Genotype × environment interaction and genetic improvement for yield and yield stability of rainfed durum wheat in Iran
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Reza Mohammadi, Ahmed Amri. (1/12/2012). Genotype × environment interaction and genetic improvement for yield and yield stability of rainfed durum wheat in Iran. Euphytica, 192, pp. 227-249.
The genotype × environment (GE) interaction influences genotype selection and recommendations. Consequently, the objectives of genetic improvement should include obtaining genotypes with high potential yield and stability in unpredictable conditions. The GE interaction and genetic improvement for grain yield and yield stability was studied for 11 durum breeding lines, selected from Iran/ICARDA joint program, and compared to current checks (i.e., one durum modern cultivar and two durum and bread wheat landraces). The genotypes were grown in three rainfed research stations, representative of major rainfed durum wheat-growing areas, during 2005–09 cropping seasons in Iran. The additive main effect and multiplicative interaction (AMMI) analysis, genotype plus GE (GGE) biplot analysis, joint regression analysis (JRA) (b and S2di), six stability parameters derived from AMMI model, two Kang’s parameters [i.e., yield-stability (YSi) statistic and rank-sum], GGE distance (mean performance + stability evaluation), and two adaptability parameters [i.e., TOP (proportion of environments in which a genotype ranked in the top third) and percentage of adaptability (Ad)] were used to analyze GE interaction in rainfed durum multi-environment trials data. The main objectives were to (i) evaluate changes in adaptation and yield stability of the durum breeding lines compared to modern cultivar and landraces (ii) document genetic improvement in grain yield and analyze associated changes in yield stability of breeding lines compared to checks and (iii) to analyze rank correlation among GGE biplot, AMMI analysis and JRA in ranking of genotypes for yield, stability and yield-stability. The results showed that the effects due to environments, genotypes and GE interaction were significant (P < 0.01), suggesting differential responses of the genotypes and the need for stability analysis. The overall yield was 2,270 kg ha−1 for breeding lines and modern cultivar versus 2,041 kg ha−1 for landraces representing 11.2 % increase in yield. Positive genetic gains for grain yield in warm and moderate locations compared to cold location suggests continuing the evaluation of the breeding material in warm and moderate conditions. According to Spearman’s rank correlation analysis, two types of associations were found between the stability parameters: the first type included the AMMI stability parameters and joint regression parameters which were related to static stability and ranked the genotypes in similar fashion, whereas the second type consisted of the rank-sum, YSi, TOP, Ad and GGED which are related to dynamic concept of stability. Rank correlations among statistical methods for: (i) stability ranged between 0.27 and 0.97 (P < 0.01), was the least between AMMI and GGE biplot, and highest for AMMI and JRA and (ii) yield-stability varied from 0.22 (between GGE and JRA) to 0.44 (between JRA and AMMI). Breeding lines G8 (Stj3//Bcr/Lks4), G10 (Ossl-1/Stj-5) and G12 (modern cultivar) were the best genotypes in terms of both nominal yield and stability, indicating that selecting for improved yield potential may increase yield in a wide range of environments. The increase in adaptation, yield potential and stability of breeding lines has been reached due to gradual accumulation of favorable genes through targeted crosses, robust shuttle breeding and multi-locational testing.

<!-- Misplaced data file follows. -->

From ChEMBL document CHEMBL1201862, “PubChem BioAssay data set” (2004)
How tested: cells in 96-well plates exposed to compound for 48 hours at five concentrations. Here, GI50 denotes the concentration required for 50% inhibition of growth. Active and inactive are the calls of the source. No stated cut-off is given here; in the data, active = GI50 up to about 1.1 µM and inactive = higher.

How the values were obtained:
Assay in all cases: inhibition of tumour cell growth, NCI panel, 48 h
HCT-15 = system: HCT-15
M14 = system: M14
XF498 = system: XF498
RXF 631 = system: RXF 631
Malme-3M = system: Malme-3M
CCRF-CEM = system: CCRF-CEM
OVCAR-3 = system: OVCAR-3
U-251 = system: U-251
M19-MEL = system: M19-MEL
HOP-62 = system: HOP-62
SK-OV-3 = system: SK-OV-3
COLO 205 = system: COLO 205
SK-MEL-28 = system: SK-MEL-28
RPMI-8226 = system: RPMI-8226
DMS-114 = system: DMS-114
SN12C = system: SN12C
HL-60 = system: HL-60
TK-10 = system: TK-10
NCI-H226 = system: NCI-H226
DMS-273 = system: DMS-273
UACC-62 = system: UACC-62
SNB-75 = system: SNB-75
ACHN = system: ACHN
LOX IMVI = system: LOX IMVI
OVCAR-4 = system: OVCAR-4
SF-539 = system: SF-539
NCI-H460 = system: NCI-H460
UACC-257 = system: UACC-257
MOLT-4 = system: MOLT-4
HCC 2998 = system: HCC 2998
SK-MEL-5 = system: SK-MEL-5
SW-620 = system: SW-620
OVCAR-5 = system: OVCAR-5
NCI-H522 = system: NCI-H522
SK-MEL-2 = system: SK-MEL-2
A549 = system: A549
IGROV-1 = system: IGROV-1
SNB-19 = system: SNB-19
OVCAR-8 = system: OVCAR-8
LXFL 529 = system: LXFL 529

- Agricultural Research Knowledge